• 3 However, contrary to defendant's argument, we conclude that the admission of McMahon's testimony regarding the victim's statement as to how she was sexually assaulted was proper where the statement was necessary as evidence that a complaint was made and to identify the incident as the one before the court. Furthermore, the victim's trial testimony as well as the medical evidence corroborated the victim's out-of-court statement to the officer as to how she was sexually assaulted. We also conclude that the officer's testimony regarding the victim's identification of defendant was harmless error where her statement to the officer, naming defendant as the man who sexually assaulted her, was corroborated by her identification of him at the trial.

• 4 Defendant also argues that the admission of Dr. Ganz' hearsay testimony was prejudicial. Generally, statements concerning a cause of injury made to a treating physician are admissible under the physician-patient exception to the hearsay rule. ( People v. Taylor (1987), 153 Ill. App.3d 710, 720-21, 506 N.E.2d 321.) However, identification of the offender is outside the scope of this hearsay exception. ( People v. Sexton (1987), 162 Ill. App.3d 607, 617, 515 N.E.2d 1359.) Defendant claims that, pursuant to Sexton, the trial court's admission of Dr. Ganz' identification testimony was reversible error.

• 5 During direct examination, Dr. Ganz testified that she had asked the victim if she knew why she was being examined. In response to the prosecutor's question, Ganz then stated that the victim replied that her mother's friend had been hurting her down there, and she pointed to her vaginal area. When Dr. Ganz presented this testimony, defense counsel failed to object and also failed to raise this issue in his post-trial motion. Failure to raise an issue before the trial court or in a post-trial motion normally waives review of the issue on appeal. ( People v. Enoch (1988), 122 Ill.2d 176, 186, 522 N.E.2d 1124; People v. Friesland (1985), 109 Ill.2d 369, 374, 488 N.E.2d 261.) "The reviewing court may review the error, however, where the evidence is close or the error affects the accused's substantial rights." Sexton, 162 Ill. App.3d at 615.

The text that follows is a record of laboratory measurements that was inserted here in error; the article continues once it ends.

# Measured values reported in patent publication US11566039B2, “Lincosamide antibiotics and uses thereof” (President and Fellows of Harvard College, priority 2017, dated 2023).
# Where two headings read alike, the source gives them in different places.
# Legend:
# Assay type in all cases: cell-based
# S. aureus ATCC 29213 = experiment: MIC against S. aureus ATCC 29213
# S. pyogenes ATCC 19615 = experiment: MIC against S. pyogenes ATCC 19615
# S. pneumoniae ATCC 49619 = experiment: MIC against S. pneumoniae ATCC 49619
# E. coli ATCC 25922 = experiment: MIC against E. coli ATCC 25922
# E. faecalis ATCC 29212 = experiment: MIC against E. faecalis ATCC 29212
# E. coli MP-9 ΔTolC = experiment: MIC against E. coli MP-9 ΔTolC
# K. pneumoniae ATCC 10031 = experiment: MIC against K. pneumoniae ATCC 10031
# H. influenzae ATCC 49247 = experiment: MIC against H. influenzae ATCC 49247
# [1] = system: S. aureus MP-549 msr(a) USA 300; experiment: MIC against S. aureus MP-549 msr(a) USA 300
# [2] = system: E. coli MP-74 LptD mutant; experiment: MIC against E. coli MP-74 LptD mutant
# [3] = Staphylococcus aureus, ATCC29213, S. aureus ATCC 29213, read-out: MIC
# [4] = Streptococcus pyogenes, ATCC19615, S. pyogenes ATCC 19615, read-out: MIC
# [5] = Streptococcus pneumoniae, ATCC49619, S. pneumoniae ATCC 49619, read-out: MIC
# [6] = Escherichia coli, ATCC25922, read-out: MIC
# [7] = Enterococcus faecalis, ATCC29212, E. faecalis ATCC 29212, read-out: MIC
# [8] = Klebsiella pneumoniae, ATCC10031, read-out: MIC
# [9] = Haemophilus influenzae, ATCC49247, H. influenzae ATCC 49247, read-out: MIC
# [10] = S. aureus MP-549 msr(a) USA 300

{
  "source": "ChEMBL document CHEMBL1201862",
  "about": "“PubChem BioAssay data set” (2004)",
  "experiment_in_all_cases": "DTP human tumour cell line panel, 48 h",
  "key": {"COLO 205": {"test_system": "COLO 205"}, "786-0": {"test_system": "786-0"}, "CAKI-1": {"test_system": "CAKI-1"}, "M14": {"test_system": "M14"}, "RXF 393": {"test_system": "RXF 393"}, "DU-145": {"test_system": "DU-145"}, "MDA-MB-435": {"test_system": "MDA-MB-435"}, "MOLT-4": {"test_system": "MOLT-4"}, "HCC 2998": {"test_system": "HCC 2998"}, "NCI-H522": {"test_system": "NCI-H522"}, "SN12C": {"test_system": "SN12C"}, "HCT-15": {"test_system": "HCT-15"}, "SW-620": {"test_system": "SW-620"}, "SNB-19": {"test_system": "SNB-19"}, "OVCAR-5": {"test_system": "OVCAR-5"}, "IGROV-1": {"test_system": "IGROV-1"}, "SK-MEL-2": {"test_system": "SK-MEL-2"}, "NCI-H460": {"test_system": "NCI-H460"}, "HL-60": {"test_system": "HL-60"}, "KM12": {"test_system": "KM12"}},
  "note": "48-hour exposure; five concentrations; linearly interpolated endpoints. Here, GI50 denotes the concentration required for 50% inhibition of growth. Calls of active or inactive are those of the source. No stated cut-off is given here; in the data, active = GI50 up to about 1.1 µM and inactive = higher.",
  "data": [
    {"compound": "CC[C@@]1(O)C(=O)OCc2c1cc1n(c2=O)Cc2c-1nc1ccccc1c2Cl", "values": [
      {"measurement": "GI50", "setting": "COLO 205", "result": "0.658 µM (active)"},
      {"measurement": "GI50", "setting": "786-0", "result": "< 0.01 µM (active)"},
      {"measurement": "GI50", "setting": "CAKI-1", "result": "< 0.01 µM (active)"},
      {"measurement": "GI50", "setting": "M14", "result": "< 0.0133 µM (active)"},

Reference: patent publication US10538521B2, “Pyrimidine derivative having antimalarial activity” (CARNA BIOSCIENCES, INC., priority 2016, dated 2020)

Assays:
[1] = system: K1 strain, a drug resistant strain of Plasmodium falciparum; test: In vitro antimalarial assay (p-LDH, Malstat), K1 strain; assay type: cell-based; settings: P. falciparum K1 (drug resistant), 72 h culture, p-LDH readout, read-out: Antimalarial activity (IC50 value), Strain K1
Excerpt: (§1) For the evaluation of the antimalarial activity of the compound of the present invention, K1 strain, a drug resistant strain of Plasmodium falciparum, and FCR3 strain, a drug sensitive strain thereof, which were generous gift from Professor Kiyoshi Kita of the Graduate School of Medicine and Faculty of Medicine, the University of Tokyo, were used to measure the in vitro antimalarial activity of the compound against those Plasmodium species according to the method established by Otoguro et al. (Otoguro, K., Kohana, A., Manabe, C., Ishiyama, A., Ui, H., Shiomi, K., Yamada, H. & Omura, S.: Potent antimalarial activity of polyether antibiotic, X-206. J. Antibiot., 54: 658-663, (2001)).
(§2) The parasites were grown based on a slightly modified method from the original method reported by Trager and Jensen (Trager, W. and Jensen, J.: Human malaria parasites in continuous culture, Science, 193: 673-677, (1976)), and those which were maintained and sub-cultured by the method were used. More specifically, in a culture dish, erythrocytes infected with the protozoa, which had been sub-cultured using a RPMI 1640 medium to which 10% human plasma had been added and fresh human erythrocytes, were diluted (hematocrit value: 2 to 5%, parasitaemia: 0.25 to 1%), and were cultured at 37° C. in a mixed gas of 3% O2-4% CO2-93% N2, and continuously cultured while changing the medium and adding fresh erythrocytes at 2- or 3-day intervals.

In the instant case, the hearsay statement at issue was the victim's statement that her mother's friend hurt her. Any evidence that was admitted through Ganz' testimony regarding the victim's statement was corroborated by the victim's in-court testimony and identification of defendant. Thus, we conclude that any error resulting from the admission of Dr. Ganz' testimony regarding the victim's statements was harmless. We also find that defendant's failure to object to the admission of the testimony waived review of the issue on appeal.

• 6 Defendant also claims that the introduction of the statements the victim made to Officer McMahon and Dr. Ganz was improper because they were made in response to questioning and were not voluntary or spontaneous. In support of his argument, defendant cites People v. Taylor (1971), 48 Ill.2d 91, 97, 268 N.E.2d 865, and People v. Harris (1985), 134 Ill. App.3d 705, 714, 480 N.E.2d 1189. However, both cases are factually distinguishable where the victim in both instances was 16 years of age so that section 115-10 of the Code of Criminal Procedure of 1963 (Ill. Rev. Stat. 1985, ch. 38, par. 115-10) was not applicable. The victims in Taylor and Harris were also asked a series of specific questions regarding the sexual assaults. In the instant case, Officer McMahon only asked the complainant what had happened at home, and Dr. Ganz asked her if she knew why she was being seen. In both instances, the complainant was not asked a series of questions, and the questions she was asked were indirect. Furthermore, in cases involving a minor who is younger than 13 years of age, the fact that a complaint is made in response to questioning does not destroy its admissibility. ( Branch, 158 Ill. App.3d at 342; Server, 148 Ill. App.3d at 900.) Therefore, the fact that the victim's statements were made in response to a question did not affect their admissibility.